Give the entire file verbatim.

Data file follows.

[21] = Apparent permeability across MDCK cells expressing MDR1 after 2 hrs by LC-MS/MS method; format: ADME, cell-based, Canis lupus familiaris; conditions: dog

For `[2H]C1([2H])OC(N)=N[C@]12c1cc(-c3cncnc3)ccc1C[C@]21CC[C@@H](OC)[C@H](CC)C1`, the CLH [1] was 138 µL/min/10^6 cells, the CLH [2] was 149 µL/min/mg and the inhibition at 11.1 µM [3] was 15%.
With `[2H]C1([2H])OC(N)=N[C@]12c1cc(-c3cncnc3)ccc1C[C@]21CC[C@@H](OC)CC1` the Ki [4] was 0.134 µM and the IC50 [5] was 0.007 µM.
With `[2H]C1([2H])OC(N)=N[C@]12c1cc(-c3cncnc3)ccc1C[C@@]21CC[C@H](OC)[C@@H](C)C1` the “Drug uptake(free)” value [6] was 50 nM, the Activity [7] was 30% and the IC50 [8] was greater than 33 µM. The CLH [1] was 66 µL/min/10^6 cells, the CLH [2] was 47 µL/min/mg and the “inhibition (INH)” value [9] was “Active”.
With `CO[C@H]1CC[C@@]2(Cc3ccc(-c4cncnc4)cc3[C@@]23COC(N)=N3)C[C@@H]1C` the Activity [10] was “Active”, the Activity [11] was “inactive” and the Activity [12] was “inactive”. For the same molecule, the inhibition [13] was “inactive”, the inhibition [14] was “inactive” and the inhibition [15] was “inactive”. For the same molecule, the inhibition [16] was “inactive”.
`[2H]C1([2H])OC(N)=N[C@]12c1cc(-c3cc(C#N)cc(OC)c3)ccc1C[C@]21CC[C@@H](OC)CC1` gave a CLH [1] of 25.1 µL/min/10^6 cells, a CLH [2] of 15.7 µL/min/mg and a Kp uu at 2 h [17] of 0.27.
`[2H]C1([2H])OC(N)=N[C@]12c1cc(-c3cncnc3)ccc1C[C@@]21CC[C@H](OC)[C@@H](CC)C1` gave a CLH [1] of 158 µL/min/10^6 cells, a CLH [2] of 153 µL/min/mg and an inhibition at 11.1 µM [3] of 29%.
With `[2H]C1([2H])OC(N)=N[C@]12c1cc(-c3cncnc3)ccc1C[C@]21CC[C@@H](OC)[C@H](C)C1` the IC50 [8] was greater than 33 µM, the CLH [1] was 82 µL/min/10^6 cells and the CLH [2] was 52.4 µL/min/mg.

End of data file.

[21] = Apparent permeability across MDCK cells expressing MDR1 after 2 hrs by LC-MS/MS method; format: ADME, cell-based, Canis lupus familiaris; conditions: dog

For `[2H]C1([2H])OC(N)=N[C@]12c1cc(-c3cncnc3)ccc1C[C@]21CC[C@@H](OC)[C@H](CC)C1`, the CLH [1] was 138 µL/min/10^6 cells, the CLH [2] was 149 µL/min/mg and the inhibition at 11.1 µM [3] was 15%.
With `[2H]C1([2H])OC(N)=N[C@]12c1cc(-c3cncnc3)ccc1C[C@]21CC[C@@H](OC)CC1` the Ki [4] was 0.134 µM and the IC50 [5] was 0.007 µM.
With `[2H]C1([2H])OC(N)=N[C@]12c1cc(-c3cncnc3)ccc1C[C@@]21CC[C@H](OC)[C@@H](C)C1` the “Drug uptake(free)” value [6] was 50 nM, the Activity [7] was 30% and the IC50 [8] was greater than 33 µM. The CLH [1] was 66 µL/min/10^6 cells, the CLH [2] was 47 µL/min/mg and the “inhibition (INH)” value [9] was “Active”.
With `CO[C@H]1CC[C@@]2(Cc3ccc(-c4cncnc4)cc3[C@@]23COC(N)=N3)C[C@@H]1C` the Activity [10] was “Active”, the Activity [11] was “inactive” and the Activity [12] was “inactive”. For the same molecule, the inhibition [13] was “inactive”, the inhibition [14] was “inactive” and the inhibition [15] was “inactive”. For the same molecule, the inhibition [16] was “inactive”.
`[2H]C1([2H])OC(N)=N[C@]12c1cc(-c3cc(C#N)cc(OC)c3)ccc1C[C@]21CC[C@@H](OC)CC1` gave a CLH [1] of 25.1 µL/min/10^6 cells, a CLH [2] of 15.7 µL/min/mg and a Kp uu at 2 h [17] of 0.27.
`[2H]C1([2H])OC(N)=N[C@]12c1cc(-c3cncnc3)ccc1C[C@@]21CC[C@H](OC)[C@@H](CC)C1` gave a CLH [1] of 158 µL/min/10^6 cells, a CLH [2] of 153 µL/min/mg and an inhibition at 11.1 µM [3] of 29%.
With `[2H]C1([2H])OC(N)=N[C@]12c1cc(-c3cncnc3)ccc1C[C@]21CC[C@@H](OC)[C@H](C)C1` the IC50 [8] was greater than 33 µM, the CLH [1] was 82 µL/min/10^6 cells and the CLH [2] was 52.4 µL/min/mg.